I completely agree, and that's why I enjoyed using simulations and role-playing games in my classroom. One day my students were stuck inside due to the winter weather, and I made up a game where the kids pretended to be molecules and they moved according to the changes in states of matter. We reviewed the three states of matter, and I used water in my examples:
- Solids - Molecules are tightly packed and move slowly, staying in a rigid formation. (Ice would be an example of matter in a solid state.)
- Liquids - As solid matter is heated, the addition of energy causes molecules to move more quickly and spread apart. (Water is a liquid.)
- Gases - With the addition of more heat, the molecules move even faster and pread even farther apart. (Steam is the gaseous form of water.)
Source: SuperDuperScience Wiki
States of Matter Game
- Solids - They started out bunched together in one part of the room, barely moving as they role-played molecules in the solid state.
- Liquids - Then I told them they were getting warmer and they needed to increase their speed and spread out accordingly.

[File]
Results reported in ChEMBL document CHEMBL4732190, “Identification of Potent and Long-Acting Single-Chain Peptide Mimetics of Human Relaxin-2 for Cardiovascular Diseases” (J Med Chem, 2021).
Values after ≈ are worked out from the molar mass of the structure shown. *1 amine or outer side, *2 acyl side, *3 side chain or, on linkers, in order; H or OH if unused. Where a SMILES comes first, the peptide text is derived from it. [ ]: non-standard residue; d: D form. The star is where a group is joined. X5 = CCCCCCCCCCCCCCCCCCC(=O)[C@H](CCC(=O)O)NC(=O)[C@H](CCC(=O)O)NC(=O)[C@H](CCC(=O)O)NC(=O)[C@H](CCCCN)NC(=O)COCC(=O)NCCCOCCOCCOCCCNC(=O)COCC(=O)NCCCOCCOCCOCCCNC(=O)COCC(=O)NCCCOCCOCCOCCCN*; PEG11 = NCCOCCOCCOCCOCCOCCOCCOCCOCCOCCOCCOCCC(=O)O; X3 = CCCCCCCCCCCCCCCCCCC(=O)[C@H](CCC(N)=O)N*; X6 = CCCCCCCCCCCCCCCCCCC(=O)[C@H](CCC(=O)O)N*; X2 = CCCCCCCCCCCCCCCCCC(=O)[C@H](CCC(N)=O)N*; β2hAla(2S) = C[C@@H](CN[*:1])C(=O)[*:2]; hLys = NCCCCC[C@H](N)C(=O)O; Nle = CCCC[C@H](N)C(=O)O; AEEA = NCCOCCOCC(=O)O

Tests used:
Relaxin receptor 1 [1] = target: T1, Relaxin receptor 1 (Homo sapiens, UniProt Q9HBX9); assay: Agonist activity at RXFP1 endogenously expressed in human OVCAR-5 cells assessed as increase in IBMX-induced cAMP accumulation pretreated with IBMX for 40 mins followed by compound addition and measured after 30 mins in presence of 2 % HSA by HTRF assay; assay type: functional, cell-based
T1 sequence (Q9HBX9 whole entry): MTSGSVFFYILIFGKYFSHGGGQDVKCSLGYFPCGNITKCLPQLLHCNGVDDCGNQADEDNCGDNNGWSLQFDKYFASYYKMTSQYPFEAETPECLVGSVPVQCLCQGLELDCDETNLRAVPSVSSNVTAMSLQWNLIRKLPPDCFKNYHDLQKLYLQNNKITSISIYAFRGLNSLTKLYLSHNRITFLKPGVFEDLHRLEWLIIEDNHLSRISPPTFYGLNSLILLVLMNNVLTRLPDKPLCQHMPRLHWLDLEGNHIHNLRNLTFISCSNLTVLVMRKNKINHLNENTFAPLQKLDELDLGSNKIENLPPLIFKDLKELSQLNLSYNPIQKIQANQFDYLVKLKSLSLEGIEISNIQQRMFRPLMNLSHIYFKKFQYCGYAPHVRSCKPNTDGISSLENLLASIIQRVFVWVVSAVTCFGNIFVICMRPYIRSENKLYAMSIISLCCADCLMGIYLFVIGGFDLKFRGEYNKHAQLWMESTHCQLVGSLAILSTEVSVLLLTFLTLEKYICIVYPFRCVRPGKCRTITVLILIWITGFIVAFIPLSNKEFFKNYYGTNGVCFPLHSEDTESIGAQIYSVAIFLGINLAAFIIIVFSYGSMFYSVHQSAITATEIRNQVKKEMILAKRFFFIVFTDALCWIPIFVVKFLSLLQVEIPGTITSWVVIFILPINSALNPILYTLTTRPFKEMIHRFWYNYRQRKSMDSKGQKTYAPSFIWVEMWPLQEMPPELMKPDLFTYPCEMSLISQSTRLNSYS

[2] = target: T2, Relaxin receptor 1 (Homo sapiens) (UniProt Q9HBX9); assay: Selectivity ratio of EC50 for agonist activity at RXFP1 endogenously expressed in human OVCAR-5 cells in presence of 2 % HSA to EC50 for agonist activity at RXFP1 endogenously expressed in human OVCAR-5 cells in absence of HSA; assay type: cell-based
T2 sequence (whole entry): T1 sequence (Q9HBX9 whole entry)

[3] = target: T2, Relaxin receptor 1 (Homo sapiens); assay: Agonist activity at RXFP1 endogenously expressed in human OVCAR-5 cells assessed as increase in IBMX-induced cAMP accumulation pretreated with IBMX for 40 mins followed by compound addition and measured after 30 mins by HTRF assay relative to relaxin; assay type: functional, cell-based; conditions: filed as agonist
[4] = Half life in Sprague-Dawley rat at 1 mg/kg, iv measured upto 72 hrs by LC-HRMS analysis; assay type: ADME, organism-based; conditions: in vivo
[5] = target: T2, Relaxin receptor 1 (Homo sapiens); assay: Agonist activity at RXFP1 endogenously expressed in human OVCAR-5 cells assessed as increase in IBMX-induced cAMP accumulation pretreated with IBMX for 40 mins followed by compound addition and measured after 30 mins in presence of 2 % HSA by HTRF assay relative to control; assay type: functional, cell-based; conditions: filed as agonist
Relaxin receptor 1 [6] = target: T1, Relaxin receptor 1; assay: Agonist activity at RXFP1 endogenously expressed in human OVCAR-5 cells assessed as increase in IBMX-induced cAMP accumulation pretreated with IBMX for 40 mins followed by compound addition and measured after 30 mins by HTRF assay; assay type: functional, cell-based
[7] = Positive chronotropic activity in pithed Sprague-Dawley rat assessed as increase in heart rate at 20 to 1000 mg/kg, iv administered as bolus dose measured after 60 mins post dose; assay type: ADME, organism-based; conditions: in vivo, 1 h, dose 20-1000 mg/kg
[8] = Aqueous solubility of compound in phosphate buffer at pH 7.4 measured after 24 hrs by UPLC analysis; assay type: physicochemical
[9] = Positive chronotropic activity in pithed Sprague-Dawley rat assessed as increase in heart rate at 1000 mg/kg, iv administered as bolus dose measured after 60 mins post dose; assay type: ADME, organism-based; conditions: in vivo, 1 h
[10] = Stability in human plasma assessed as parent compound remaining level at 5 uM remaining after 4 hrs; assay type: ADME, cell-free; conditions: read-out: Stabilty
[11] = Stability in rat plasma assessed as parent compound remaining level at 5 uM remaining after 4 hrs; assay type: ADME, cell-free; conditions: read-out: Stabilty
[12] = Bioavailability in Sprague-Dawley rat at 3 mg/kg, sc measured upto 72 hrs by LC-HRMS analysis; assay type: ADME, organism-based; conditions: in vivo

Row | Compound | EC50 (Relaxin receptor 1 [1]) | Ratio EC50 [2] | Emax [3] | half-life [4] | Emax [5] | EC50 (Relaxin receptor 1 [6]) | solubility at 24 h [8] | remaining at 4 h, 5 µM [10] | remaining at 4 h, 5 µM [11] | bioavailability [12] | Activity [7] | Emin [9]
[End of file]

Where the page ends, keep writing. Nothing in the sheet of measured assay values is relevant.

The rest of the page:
- Gases -Finally, they became gas molecules and moved quickly but carefully all over the room.
Water Cycle Adaptation
The States of Matter game is easily adapted to have students role-play the water cycle. Tell them they are now molecules inside a water droplet.Then guide them through the processes of evaporation, condensation, and freezing. When they start evaporating, they become a gas so they need to spread out. As they cool down and condense to form clouds, they become liquid and move closer together. At that point you can have them become a liquid again as rain or tell them they are freezing to form snowflakes or solid particles of ice. Relate their movements to water's different states of matter during the water cycle.
More Water Cycle Resources
If your students need extra practice with identifying examples of condensation, evaporation, and precipitation, check out my Water Cycle Combo on TpT. This product includes includes 32 task cards, a sorting activity, and a quiz. Your kids will master these concepts in no time!
Move to Learn Link Up
Because I think movement is so important in learning, I was excited when Rachel Lynette posted her Move to Learn link up. I decided to write this blog post to share one of my favorite ways to get kids moving. Even if you aren't studying states of matter, the game works great as a 5-minute energizer. With younger kids, you can leave out the science terminology and just tell them to speed up and slow down according to your directions. My students always loved this one! Please visit Rachel's original blog post on this topic for more ideas about how to get kids up and moving to learn!